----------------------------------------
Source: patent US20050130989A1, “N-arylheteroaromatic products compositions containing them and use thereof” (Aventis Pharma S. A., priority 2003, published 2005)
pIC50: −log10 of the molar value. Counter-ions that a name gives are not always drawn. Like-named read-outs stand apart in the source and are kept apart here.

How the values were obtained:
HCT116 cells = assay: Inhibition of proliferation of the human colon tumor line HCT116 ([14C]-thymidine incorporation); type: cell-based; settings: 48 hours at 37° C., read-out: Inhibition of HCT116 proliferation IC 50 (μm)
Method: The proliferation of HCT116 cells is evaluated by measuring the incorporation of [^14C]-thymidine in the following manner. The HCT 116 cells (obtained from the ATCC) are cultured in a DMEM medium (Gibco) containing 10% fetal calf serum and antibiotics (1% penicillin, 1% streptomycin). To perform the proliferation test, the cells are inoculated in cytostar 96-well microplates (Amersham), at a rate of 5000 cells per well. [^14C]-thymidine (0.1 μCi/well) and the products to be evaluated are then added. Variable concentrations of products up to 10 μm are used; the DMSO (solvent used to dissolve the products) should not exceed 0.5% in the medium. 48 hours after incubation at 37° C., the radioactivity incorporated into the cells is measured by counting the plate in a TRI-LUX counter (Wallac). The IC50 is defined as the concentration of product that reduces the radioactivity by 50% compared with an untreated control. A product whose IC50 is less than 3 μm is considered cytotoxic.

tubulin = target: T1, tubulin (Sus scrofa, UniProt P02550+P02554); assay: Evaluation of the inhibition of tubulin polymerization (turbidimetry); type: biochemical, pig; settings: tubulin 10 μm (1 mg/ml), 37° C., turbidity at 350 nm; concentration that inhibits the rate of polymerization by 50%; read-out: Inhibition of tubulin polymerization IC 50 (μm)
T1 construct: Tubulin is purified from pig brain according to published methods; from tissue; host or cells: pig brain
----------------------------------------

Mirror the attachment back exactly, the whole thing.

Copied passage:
Source: patent US20050130989A1, “N-arylheteroaromatic products compositions containing them and use thereof” (Aventis Pharma S. A., priority 2003, published 2005)
pIC50: −log10 of the molar value. Counter-ions that a name gives are not always drawn. Like-named read-outs stand apart in the source and are kept apart here.

How the values were obtained:
HCT116 cells = assay: Inhibition of proliferation of the human colon tumor line HCT116 ([14C]-thymidine incorporation); type: cell-based; settings: 48 hours at 37° C., read-out: Inhibition of HCT116 proliferation IC 50 (μm)
Method: The proliferation of HCT116 cells is evaluated by measuring the incorporation of [^14C]-thymidine in the following manner. The HCT 116 cells (obtained from the ATCC) are cultured in a DMEM medium (Gibco) containing 10% fetal calf serum and antibiotics (1% penicillin, 1% streptomycin). To perform the proliferation test, the cells are inoculated in cytostar 96-well microplates (Amersham), at a rate of 5000 cells per well. [^14C]-thymidine (0.1 μCi/well) and the products to be evaluated are then added. Variable concentrations of products up to 10 μm are used; the DMSO (solvent used to dissolve the products) should not exceed 0.5% in the medium. 48 hours after incubation at 37° C., the radioactivity incorporated into the cells is measured by counting the plate in a TRI-LUX counter (Wallac). The IC50 is defined as the concentration of product that reduces the radioactivity by 50% compared with an untreated control. A product whose IC50 is less than 3 μm is considered cytotoxic.

tubulin = target: T1, tubulin (Sus scrofa, UniProt P02550+P02554); assay: Evaluation of the inhibition of tubulin polymerization (turbidimetry); type: biochemical, pig; settings: tubulin 10 μm (1 mg/ml), 37° C., turbidity at 350 nm; concentration that inhibits the rate of polymerization by 50%; read-out: Inhibition of tubulin polymerization IC 50 (μm)
T1 construct: Tubulin is purified from pig brain according to published methods; from tissue; host or cells: pig brain